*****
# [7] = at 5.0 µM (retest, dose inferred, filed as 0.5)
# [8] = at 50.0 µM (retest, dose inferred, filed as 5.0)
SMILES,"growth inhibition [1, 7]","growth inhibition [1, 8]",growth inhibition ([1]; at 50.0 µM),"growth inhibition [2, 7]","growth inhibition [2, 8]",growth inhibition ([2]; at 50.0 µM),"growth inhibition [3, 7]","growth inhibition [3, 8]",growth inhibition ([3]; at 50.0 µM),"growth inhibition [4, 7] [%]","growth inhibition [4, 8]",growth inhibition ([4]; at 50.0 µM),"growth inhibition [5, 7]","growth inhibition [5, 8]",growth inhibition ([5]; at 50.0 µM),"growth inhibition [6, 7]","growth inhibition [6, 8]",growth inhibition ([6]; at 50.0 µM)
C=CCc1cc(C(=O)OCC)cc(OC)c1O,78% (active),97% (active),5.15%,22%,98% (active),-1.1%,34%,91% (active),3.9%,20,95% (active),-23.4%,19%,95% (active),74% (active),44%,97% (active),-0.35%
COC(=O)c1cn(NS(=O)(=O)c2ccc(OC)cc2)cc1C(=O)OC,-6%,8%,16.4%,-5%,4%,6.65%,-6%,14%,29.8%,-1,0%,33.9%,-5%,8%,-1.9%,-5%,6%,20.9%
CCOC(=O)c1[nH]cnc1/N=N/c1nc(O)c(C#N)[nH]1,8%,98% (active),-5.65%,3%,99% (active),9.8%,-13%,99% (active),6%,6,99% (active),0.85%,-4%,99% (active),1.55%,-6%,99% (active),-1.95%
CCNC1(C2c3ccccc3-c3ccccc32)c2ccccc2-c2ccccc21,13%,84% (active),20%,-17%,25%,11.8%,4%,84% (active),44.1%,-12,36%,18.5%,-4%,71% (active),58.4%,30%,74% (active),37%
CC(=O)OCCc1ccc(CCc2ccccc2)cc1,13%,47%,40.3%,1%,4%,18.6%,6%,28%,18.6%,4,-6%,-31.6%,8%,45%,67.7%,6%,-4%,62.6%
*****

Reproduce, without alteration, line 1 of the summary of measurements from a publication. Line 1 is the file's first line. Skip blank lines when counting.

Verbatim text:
# [7] = at 5.0 µM (retest, dose inferred, filed as 0.5)